The “Maria” bath technique is a simple way to preserve food
In the past there were many ways to preseve food, such as drying, smoking, pickling/using vinegar, salting, syrups, marinades, etc., today we mainly just use our refrigerators and freezers to keep our fruits and vegetables fresh.
The boiling water or sterilization bath, known in Spain as the 'Maria bath', has managed to stick around as a simple, inexpensive method to conserve fruits and some (high-acidic) vegetables such as tomatoes or pickled vegetables.
This method can be used to make different jams, marmalades, jellies, sauces or even preserve cooked tomatoes or capsicums. Perfect when you have a successful harvest or just want to preseve local aand in-season produce when it is abundant.
Sterilization baths work by eliminating all microorganisms capable of contaminating certain foods using high temperatures (above 100°C), extending the life of the food to up to a year in perfect conditions. Sterilized, in vacuum sealed jars, it is best stored in cool, dry places away from the light (like the old cupboards in your grandma’s house).
How to prepare a boiling water bath:
- First, carefully select the fruits or vegetables. Take note that there are no flaws or pest, and that they are sufficiently ripe (but not overripe). Thoroughly wash with water and peel if desired (eg: tomatoes), then chop the fruits or vegetables.
- The jars to fill with your preserves must also be clean, without any chips or imperfections, as this will prevent the lid from vacuum sealing. Before filling, sterilize in boiling water, as you would a baby bottle. Once disinfected, dry them well. You may want to heat the jars if you will be filling them with hot cooked fruit/vegetables to prevent them shattering.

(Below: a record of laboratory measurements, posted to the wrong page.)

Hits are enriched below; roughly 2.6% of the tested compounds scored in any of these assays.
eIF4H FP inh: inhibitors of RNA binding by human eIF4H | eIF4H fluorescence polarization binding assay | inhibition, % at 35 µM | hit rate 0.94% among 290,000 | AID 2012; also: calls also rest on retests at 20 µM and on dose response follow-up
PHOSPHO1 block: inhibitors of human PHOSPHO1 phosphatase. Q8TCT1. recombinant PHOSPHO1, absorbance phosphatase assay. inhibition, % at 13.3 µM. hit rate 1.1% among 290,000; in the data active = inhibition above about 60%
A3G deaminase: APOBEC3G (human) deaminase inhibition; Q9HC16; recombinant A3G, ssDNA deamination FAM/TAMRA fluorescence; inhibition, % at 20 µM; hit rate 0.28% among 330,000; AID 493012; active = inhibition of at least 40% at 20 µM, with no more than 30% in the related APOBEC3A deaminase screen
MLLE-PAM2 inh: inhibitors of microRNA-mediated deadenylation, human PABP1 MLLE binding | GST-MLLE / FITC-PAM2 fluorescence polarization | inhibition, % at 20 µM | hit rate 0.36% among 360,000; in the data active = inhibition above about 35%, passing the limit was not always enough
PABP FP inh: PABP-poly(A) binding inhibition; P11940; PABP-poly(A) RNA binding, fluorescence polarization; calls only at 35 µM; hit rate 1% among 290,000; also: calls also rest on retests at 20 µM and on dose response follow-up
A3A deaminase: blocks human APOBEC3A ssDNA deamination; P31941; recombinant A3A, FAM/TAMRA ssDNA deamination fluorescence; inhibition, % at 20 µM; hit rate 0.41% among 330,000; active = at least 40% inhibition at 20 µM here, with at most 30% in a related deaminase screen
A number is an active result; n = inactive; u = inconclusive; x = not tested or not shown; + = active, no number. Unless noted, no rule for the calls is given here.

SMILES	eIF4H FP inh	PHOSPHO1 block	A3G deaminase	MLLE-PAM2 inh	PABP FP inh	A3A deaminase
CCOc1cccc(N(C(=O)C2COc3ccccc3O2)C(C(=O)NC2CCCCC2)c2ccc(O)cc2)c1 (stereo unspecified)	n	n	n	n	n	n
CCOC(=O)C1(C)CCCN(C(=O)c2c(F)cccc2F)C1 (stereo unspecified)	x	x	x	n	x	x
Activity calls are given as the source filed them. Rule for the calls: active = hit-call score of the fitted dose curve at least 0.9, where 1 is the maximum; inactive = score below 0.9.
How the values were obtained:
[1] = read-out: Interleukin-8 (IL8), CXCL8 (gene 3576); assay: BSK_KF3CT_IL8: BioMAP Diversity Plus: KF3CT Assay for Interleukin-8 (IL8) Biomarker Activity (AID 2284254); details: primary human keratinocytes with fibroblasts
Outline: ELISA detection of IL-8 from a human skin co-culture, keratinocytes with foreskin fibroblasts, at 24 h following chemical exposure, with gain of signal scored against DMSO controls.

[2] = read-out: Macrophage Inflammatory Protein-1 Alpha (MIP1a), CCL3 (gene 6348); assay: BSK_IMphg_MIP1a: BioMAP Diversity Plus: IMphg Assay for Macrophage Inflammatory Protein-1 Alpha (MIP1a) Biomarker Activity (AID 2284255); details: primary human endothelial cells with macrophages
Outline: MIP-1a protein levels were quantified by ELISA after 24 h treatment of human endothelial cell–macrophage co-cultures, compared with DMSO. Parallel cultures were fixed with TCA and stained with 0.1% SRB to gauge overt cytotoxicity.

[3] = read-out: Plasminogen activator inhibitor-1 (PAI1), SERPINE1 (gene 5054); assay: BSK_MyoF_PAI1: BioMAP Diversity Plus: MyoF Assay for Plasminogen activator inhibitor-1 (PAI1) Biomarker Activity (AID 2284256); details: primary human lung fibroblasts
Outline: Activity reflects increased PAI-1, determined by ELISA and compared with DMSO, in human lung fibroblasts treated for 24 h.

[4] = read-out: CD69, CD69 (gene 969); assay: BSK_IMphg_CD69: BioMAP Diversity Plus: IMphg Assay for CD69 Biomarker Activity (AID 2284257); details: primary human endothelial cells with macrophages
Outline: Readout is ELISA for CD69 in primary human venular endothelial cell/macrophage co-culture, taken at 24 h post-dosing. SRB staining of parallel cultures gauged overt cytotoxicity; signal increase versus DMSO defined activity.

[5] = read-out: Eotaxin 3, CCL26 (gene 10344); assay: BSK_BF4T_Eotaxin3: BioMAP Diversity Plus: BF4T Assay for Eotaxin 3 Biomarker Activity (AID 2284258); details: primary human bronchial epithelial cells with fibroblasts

- With the vegetables, and some fruits, it is recommended to blanch (cook for a few minutes) prior to packing; this also helps kill germs. Fill the jar with the chopped fruits/vegetables, and fill jar with a little water, leaving a little bit of space below the lid. If you are making jam or preserves, these are usually cooked with syrup (sugar water) and spices/flavourings. Sugar, in high concentrations, produces an anaerobic environment that prevents the further development of certain germs, however, subsequent sterilization is still required. Some people like to add salt to the water for some vegetables to increase the boiling point and achieve a more efficient sterilization, however, this is mainly for flavour.
- Next, put the jars in a large pot, with water up to the neck of the jars (just below the cap). There should be plenty of room for the water to circulate around and even below, if possible. For proper sterilization, average cooking time is around 40 minutes over medium heat, more if the jars are very large.
- Leave the jars in the water some time, until they have begun to harden, then take them out carefully and set to dry. Let cool completely (around 12-24 hours) and check that the lid has sealed. You may hear a pop when the lids start sealing.
- Store in a cool dry place, away from light, such as a pantry or cupboard. Don’t forget to label each jar indicating what it holds and when it was packed.